The two companies have finalized an agreement subject to Red Hat shareholder and regulatory approvals, which is expected to close in late 2019. According to IBM, the “acquisition will be free cash flow and grow margin accretive within 12 months, accelerate revenue growth and support a solid and growing dividend.” The total value is approximately $34bn, with IBM paying out $190.00 in cash per share. The deal is reportedly IBM’s largest deal ever and the third-largest in the US tech industry, said CNBC.
In an interview with CNBC, IBM CEO Ginni Rometty said, “This is all about resetting the cloud landscape, and this is to create the number-one company that will be the number-one cloud provider.” As more organizations continue to transition their workloads to the cloud, cloud providers will need to be hybrid and able to handle multi-cloud environments.
As reported by IBM and confirmed by Red Hat, Red Hat will continue to operate as a distinct unit within IBM’s hybrid cloud team. Red Hat has always been and will continue to be open source, according to Jim Whitehurst, CEO of Red Hat, who will join IBM’s senior management team. In discussing the deal, Whitehurst said that Red Hat is a neutral sell that works across all platforms. For customers, the deal is not only about maintaining choice and running across all platforms but also about being able to build unique offerings.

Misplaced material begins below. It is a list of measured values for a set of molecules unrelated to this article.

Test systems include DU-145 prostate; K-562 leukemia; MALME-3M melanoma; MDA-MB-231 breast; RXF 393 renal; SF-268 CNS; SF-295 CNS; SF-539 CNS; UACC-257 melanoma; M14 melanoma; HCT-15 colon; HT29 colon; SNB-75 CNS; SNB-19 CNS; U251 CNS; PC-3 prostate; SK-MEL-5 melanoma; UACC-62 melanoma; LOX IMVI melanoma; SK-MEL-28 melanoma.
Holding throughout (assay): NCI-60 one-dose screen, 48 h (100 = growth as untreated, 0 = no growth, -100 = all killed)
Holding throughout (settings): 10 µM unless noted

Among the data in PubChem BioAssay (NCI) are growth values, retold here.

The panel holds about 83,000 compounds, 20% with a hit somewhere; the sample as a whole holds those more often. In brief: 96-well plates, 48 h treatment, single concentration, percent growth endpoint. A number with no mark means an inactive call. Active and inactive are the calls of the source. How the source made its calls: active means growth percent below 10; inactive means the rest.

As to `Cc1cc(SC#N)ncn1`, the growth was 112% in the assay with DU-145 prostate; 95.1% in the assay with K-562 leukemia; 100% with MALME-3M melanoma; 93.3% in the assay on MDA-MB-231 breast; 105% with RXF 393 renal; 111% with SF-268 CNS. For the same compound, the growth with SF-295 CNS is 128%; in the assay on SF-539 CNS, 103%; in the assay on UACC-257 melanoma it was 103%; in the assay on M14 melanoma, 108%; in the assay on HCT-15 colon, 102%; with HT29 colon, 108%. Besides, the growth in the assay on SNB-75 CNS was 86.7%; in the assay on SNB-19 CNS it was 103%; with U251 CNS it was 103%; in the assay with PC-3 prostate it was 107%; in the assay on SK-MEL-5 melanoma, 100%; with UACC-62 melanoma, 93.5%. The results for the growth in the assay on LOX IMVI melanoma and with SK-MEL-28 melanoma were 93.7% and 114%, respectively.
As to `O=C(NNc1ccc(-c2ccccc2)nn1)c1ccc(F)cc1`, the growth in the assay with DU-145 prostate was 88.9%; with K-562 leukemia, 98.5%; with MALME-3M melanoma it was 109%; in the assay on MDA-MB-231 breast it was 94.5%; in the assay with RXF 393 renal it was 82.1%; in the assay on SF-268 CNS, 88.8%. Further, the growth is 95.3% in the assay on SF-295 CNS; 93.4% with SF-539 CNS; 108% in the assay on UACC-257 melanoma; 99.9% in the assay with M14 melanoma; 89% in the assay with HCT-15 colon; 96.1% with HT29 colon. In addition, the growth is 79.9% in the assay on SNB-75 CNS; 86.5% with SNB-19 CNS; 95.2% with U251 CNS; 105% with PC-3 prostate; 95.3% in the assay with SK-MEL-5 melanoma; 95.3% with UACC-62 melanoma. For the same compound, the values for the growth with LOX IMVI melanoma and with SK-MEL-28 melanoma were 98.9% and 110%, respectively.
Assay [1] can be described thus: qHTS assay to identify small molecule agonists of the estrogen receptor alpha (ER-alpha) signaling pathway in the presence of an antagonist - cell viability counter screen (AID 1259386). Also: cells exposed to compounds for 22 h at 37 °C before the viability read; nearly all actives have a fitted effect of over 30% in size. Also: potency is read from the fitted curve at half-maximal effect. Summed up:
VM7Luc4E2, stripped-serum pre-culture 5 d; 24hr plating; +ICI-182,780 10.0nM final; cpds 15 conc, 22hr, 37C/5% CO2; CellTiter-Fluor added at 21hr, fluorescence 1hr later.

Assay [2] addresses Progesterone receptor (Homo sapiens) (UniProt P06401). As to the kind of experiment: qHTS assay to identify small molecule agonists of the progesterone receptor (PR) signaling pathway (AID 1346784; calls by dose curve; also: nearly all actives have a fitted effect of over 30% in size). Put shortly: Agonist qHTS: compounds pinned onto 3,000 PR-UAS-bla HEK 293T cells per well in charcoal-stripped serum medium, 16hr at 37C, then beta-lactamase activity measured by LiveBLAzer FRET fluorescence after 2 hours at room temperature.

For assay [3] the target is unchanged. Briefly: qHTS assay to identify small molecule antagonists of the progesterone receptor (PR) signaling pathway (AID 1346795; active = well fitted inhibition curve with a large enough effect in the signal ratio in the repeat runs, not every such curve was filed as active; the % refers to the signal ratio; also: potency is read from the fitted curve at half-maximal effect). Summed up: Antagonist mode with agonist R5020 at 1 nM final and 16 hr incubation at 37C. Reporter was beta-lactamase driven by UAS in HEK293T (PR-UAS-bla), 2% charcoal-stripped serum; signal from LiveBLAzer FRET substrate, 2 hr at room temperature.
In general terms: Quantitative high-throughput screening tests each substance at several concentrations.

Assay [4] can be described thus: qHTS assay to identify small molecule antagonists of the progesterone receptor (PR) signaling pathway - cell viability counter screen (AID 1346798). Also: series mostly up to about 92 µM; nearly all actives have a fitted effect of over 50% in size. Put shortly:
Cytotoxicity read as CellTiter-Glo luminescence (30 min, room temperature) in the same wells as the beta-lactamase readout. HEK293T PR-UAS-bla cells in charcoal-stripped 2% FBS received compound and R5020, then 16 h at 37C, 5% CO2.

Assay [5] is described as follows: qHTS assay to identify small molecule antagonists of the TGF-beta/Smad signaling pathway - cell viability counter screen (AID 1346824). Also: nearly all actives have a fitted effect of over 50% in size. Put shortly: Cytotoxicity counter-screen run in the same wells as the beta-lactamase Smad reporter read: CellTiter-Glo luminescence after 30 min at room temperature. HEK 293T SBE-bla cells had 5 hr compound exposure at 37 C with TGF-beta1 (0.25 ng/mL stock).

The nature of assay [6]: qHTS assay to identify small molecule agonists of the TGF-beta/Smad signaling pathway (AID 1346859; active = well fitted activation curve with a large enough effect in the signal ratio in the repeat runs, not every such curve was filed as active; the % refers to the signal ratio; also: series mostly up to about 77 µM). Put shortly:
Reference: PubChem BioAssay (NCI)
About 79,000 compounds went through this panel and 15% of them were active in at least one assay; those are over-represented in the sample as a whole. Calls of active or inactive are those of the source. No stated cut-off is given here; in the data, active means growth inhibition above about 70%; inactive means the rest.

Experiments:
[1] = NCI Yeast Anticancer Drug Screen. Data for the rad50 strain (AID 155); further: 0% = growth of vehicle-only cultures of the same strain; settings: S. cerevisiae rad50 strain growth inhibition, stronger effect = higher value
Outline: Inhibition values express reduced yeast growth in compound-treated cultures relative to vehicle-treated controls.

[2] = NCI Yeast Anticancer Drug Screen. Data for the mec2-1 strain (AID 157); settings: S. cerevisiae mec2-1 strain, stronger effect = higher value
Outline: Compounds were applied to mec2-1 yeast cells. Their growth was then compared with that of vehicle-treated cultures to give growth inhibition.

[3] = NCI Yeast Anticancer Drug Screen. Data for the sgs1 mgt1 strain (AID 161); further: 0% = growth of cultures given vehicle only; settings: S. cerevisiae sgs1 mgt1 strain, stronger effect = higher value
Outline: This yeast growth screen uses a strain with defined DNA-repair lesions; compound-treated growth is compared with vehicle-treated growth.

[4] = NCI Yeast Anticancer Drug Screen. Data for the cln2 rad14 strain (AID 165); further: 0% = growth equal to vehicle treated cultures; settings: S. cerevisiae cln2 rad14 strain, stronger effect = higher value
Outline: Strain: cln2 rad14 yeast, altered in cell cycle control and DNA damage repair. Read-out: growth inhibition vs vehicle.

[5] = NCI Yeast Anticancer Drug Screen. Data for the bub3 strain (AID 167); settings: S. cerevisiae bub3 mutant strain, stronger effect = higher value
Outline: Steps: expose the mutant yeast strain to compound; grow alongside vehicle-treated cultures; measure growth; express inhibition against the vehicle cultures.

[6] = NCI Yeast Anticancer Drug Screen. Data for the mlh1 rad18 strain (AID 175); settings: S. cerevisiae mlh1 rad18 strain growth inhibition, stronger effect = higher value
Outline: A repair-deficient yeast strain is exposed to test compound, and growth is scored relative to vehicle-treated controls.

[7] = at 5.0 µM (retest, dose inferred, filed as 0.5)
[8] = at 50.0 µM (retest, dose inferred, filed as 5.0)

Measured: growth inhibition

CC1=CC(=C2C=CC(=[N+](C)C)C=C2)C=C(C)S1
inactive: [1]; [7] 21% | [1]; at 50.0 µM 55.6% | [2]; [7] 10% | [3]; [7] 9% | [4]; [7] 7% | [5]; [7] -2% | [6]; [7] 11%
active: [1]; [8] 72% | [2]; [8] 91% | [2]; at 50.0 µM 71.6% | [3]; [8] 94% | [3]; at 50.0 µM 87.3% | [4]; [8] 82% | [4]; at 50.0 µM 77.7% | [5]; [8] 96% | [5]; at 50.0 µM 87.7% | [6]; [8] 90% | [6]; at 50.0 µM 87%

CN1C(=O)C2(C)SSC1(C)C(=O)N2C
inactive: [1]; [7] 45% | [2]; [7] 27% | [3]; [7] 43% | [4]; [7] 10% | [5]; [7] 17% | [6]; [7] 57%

“Open source is the default choice for modern IT solutions, and I’m incredibly proud of the role Red Hat has played in making that a reality in the enterprise,” said Whitehurst in a press release. “Joining forces with IBM will provide us with a greater level of scale, resources and capabilities to accelerate the impact of open source as the basis for digital transformation and bring Red Hat to an even wider audience – all while preserving our unique culture and unwavering commitment to open source innovation.”
“Linux is now the number-one platform not just on prem. It is the number-one destination in the cloud,” Rometty said. “So now we own the platform and the destination.”